Historical Football looks at players and managers you may not know or have forgotten about. The inaugural edition looks at the man who makes Jose Mourinho look like a stand-up guy – Béla Guttman…
In the last decade, world football has been dominated by one man. A man whose bold and brash attitude has won him equal amounts of fans and detractors. A man who seems to be constantly on the move. A man who called himself “The Special One”. He is, of course, Jose Mourinho and many think he is one of a kind. The truth is though that there was a man who was Mourinho before Mourinho was even born – the Hungarian Béla Guttman.
Born on the 27th of January 1899 in Budapest to a Jewish family, Guttman shot to prominence in the early twenties as part of the legendary MTK side that dominated Hungarian football. Guttman was the focal point of the team that won the title in 1920 and 1921 but was replaced by Ferenc Nyul the following season. This (and the antisemitism of the Admiral Horthy era) saw him move to Vienna to join all-Jewish side Hakoah Wien in 1922. His 4 years at the club gave him an Austrian title and in 1926 he was one of the squad members to stay in the US following a tour. He stayed in New York during his playing days in the ASL (American Soccer League), almost going bankrupt following the Wall Street Crash after he bought into a speakeasy (bar selling alcohol during Prohibition). He returned to Europe in 1932 to begin his coaching career at Hakoah.
His first real success came in the final football season before World War II with Újpest, winning the Hungarian title and Mitropa Cup. It was during his early career, though, that he would begin to earn his reputation for being brash and aware of his own value. Post-war, he took over at Romanian side Ciocanul Bucharest where he was paid in vegetables to counter the effects of famine in the country. His time in Romania was short due to his resignation after a director began to involve himself in team selection. Guttman’s apparent reply to the interference was, “OK, you seem to have the basics” before walking out. This wouldn’t be the first time internal disputes would lead to him leaving a club.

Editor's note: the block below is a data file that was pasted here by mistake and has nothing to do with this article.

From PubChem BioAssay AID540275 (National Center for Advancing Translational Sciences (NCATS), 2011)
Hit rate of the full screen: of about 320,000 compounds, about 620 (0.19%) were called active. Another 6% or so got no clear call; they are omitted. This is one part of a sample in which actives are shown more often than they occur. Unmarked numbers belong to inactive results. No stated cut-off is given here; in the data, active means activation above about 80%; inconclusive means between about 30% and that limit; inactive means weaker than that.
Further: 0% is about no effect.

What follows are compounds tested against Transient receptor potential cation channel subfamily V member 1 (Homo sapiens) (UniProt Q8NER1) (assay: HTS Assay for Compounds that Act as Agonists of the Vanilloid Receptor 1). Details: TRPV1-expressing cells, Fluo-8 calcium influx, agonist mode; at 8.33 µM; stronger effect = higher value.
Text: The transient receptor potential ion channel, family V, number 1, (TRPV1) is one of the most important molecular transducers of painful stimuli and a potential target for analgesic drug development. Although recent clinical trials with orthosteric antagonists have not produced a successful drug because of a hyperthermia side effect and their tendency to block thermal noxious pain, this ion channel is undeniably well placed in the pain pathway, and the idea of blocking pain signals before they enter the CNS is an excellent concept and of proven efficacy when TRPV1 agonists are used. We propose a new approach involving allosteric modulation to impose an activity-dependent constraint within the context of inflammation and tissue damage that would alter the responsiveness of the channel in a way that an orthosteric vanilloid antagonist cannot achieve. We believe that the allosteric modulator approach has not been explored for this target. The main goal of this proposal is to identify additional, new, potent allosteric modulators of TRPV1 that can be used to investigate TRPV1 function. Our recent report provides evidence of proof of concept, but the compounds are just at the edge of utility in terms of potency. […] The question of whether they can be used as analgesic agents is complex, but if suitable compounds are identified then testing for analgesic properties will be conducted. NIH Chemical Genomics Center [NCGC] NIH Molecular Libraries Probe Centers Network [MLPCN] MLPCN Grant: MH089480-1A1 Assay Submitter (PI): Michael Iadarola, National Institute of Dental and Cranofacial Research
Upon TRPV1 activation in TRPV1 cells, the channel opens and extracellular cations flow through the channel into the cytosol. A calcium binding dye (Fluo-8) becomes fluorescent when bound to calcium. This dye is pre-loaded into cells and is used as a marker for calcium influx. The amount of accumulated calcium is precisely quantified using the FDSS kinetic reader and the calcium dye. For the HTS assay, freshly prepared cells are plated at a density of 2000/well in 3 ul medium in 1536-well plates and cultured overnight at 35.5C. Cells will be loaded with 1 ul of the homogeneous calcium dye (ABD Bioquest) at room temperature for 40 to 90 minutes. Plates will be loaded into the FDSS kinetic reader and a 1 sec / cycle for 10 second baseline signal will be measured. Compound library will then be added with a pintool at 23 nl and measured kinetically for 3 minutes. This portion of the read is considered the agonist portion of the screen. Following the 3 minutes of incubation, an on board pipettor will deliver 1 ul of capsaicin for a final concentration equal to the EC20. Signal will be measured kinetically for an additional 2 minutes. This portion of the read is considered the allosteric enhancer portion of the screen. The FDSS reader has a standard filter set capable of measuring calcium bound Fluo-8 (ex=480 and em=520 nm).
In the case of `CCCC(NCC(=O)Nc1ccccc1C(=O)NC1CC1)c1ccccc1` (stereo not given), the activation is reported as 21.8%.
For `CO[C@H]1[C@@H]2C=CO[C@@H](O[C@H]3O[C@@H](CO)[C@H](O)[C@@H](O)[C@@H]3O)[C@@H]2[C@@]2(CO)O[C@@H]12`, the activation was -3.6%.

Following another title win with Újpest in 1947, Guttman replaced Ferenc Puskás Senior at Kispest and in the process upsetting the legendary Ferenc Puskás Junior. Junior was used to getting his own way at the club and, sure enough, he and Guttman clashed. It came to a head when Guttman attempted to take off Mihaly Patyi who was told by Puskás to ignore the coach. Putyi did and Guttman simply sat in the stands during the second half and read the paper before going home and never returning.
He left Hungary in 1949, making stops in Italy with Padova and Triestina, Cyprus with APOEL Nicosia and Argentina with Quilmes before becoming AC Milan manager in 1953. Despite his disputes with the board during his reign, he managed to guide Milan to the top of Serie A halfway through his second season. However, the board could take the fighting any more and promptly sacked him. “I have been sacked even though I am neither a criminal nor a homosexual. Goodbye.” were his parting words to the stunned media.